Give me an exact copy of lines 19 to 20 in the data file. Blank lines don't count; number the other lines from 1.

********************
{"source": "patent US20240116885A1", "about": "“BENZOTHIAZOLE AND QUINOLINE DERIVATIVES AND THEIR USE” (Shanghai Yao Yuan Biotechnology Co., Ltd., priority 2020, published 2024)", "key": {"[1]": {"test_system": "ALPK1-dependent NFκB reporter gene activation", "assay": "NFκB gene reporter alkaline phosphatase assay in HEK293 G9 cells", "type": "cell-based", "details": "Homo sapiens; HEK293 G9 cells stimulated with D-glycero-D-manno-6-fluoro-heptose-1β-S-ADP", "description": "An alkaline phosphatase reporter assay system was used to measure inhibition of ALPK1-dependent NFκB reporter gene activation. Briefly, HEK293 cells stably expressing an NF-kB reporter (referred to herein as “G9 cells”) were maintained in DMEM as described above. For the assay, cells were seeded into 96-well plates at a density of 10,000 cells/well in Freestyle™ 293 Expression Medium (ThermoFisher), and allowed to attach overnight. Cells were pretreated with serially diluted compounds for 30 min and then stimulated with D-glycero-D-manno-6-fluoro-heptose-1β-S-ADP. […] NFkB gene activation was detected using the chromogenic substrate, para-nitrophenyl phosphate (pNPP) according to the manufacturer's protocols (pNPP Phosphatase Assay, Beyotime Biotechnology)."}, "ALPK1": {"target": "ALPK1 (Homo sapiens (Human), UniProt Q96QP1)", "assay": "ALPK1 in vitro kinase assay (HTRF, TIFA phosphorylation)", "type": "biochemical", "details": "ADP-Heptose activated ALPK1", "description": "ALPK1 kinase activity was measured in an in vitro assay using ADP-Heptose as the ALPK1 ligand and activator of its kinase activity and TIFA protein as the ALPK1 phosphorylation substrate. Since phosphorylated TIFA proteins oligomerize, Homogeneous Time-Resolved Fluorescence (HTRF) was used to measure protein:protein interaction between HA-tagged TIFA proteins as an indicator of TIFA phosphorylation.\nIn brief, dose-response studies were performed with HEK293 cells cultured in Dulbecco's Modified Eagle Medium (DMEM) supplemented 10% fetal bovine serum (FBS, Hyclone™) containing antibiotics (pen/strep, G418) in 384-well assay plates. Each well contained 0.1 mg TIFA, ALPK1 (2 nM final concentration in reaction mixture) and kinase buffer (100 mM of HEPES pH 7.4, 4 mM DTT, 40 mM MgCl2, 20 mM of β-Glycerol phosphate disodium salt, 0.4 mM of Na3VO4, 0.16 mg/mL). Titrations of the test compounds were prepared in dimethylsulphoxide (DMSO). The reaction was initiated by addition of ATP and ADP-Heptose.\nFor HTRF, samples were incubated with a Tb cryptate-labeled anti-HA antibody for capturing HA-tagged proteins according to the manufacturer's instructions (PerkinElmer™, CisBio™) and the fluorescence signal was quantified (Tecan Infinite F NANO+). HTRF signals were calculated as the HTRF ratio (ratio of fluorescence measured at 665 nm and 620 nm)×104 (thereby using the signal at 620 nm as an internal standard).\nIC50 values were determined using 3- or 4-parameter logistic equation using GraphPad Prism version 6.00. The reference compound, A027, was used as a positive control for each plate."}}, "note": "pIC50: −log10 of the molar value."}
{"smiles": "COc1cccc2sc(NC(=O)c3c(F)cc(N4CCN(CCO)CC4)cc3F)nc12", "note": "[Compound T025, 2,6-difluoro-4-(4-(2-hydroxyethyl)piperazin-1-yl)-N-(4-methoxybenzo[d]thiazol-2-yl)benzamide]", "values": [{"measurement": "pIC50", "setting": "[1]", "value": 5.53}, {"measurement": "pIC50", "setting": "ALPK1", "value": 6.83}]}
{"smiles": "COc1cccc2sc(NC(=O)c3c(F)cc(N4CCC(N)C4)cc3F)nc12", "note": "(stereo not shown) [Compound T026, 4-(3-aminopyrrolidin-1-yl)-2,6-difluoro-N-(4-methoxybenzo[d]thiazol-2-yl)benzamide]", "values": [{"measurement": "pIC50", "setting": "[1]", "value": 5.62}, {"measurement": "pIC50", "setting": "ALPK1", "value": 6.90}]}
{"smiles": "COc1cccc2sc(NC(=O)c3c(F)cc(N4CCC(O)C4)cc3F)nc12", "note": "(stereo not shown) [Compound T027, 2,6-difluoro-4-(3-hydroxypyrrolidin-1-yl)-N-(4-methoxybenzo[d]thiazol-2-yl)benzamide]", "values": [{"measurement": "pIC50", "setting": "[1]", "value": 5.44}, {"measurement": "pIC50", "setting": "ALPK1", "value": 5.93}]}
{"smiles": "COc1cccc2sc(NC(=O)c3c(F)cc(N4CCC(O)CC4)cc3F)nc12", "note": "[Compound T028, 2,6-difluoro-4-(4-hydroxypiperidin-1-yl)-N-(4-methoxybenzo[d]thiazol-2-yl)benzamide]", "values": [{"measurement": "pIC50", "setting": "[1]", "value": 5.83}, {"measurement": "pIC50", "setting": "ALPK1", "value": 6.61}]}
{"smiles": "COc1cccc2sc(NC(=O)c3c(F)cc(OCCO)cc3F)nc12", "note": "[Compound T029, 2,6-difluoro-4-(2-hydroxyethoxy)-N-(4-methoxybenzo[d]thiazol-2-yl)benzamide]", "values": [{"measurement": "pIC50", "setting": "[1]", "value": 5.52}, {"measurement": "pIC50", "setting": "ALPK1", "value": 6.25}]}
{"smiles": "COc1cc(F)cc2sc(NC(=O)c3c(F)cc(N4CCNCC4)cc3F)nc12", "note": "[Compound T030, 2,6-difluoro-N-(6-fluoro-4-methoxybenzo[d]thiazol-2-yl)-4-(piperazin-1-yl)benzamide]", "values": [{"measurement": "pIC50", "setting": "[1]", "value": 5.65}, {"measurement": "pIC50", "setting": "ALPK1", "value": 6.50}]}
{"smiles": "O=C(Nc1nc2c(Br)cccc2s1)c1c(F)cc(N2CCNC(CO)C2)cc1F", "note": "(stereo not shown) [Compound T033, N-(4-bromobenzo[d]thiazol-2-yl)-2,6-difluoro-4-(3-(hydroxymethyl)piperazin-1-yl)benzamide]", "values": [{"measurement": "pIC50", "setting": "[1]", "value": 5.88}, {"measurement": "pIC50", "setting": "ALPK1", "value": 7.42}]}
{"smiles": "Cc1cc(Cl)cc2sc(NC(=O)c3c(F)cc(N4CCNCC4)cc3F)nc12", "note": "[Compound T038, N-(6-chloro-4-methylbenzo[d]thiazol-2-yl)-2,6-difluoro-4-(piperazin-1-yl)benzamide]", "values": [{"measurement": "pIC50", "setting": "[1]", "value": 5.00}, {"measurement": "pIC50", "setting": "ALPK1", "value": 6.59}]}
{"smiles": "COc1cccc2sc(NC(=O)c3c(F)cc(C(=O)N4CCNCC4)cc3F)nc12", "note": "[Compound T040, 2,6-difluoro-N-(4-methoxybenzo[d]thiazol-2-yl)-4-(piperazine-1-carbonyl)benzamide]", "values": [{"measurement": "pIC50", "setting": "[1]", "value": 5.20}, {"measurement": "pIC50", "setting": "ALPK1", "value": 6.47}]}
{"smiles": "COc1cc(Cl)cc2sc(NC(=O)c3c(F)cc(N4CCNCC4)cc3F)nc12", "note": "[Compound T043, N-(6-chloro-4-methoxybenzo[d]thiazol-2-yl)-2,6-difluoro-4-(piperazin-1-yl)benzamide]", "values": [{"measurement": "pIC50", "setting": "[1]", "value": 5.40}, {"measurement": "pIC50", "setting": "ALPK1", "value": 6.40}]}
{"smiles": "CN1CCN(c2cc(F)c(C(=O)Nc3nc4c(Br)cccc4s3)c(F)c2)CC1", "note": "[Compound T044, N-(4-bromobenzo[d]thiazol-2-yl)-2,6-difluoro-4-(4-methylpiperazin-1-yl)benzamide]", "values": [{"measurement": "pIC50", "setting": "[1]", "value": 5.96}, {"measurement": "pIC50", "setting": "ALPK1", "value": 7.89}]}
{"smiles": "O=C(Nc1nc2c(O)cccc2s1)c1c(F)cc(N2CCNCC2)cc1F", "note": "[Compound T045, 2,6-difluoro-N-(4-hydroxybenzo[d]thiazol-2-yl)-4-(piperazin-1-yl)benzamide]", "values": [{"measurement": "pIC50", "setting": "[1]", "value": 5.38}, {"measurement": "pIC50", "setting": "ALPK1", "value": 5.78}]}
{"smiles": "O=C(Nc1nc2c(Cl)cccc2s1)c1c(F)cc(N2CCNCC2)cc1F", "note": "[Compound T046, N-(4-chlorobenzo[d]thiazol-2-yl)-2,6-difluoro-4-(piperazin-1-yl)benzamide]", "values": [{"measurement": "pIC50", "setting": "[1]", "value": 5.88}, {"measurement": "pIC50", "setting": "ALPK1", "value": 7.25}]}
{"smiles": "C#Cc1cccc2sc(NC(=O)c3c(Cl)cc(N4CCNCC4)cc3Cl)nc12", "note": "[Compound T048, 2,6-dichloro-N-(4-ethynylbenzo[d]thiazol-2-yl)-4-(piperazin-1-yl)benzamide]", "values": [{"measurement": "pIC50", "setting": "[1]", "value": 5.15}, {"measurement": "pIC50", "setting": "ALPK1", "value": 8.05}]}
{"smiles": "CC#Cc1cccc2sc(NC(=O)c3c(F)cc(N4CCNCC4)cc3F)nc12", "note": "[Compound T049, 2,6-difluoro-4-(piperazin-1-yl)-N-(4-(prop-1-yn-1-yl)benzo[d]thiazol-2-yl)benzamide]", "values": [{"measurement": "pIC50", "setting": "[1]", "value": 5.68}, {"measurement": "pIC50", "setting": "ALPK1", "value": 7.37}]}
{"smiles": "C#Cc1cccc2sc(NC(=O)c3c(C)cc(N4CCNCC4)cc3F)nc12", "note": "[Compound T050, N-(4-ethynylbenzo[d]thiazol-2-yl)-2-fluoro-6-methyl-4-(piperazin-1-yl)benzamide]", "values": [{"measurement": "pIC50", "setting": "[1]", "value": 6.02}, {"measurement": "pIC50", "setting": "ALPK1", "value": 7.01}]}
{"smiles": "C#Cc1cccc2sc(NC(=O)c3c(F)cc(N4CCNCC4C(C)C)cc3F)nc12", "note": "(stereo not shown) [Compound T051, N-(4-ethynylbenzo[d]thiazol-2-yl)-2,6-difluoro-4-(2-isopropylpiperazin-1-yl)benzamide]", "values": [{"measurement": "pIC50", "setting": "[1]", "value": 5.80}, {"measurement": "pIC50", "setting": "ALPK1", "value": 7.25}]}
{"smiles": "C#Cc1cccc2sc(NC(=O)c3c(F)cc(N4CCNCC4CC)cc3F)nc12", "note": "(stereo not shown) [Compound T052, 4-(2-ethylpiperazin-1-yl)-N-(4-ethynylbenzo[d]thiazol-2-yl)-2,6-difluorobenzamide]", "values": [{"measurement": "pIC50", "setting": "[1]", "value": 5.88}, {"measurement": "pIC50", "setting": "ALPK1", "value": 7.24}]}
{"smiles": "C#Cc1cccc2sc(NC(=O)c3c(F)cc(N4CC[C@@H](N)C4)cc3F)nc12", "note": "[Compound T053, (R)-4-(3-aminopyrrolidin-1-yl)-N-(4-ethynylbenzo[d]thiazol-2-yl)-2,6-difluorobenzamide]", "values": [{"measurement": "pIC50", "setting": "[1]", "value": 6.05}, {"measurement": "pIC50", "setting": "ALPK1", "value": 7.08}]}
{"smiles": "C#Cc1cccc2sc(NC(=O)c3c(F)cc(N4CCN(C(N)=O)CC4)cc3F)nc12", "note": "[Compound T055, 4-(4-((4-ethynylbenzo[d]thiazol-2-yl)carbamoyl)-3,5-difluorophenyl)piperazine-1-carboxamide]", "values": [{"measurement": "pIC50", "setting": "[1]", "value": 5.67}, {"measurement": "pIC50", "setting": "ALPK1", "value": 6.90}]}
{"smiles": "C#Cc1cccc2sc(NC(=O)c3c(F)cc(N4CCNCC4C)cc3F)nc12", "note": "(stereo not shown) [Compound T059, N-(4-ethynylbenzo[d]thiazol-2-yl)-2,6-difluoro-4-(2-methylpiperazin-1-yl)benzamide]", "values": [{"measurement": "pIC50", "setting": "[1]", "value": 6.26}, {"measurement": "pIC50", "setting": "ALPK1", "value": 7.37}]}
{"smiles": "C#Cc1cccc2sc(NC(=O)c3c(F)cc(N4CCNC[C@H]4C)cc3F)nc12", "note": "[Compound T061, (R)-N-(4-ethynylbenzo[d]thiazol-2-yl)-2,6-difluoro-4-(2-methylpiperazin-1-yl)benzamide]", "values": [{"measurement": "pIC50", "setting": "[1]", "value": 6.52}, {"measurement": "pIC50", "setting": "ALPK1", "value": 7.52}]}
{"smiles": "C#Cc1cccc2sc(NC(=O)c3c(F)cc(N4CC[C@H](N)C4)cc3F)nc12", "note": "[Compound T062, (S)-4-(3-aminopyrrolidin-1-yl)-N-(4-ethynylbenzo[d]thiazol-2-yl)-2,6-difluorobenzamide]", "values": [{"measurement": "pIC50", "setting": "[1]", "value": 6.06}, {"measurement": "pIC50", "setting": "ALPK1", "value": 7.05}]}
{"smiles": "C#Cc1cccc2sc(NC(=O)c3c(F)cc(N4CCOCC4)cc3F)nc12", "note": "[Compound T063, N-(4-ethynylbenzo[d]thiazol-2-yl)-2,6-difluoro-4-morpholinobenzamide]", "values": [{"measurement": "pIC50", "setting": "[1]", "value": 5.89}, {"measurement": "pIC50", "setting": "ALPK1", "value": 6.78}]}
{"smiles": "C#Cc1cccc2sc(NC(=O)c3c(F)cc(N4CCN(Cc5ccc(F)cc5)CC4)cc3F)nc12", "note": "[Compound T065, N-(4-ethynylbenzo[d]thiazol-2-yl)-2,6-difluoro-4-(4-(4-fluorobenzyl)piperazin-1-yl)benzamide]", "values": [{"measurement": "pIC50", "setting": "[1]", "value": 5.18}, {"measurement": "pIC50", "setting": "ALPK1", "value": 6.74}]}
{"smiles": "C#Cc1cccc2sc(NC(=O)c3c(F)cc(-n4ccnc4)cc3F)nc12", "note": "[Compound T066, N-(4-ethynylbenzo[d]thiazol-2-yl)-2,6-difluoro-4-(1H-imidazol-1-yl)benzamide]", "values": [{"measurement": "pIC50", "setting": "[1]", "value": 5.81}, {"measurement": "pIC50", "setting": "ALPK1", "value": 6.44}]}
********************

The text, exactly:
{"smiles": "C#Cc1cccc2sc(NC(=O)c3c(F)cc(N4CCNCC4CC)cc3F)nc12", "note": "(stereo not shown) [Compound T052, 4-(2-ethylpiperazin-1-yl)-N-(4-ethynylbenzo[d]thiazol-2-yl)-2,6-difluorobenzamide]", "values": [{"measurement": "pIC50", "setting": "[1]", "value": 5.88}, {"measurement": "pIC50", "setting": "ALPK1", "value": 7.24}]}
{"smiles": "C#Cc1cccc2sc(NC(=O)c3c(F)cc(N4CC[C@@H](N)C4)cc3F)nc12", "note": "[Compound T053, (R)-4-(3-aminopyrrolidin-1-yl)-N-(4-ethynylbenzo[d]thiazol-2-yl)-2,6-difluorobenzamide]", "values": [{"measurement": "pIC50", "setting": "[1]", "value": 6.05}, {"measurement": "pIC50", "setting": "ALPK1", "value": 7.08}]}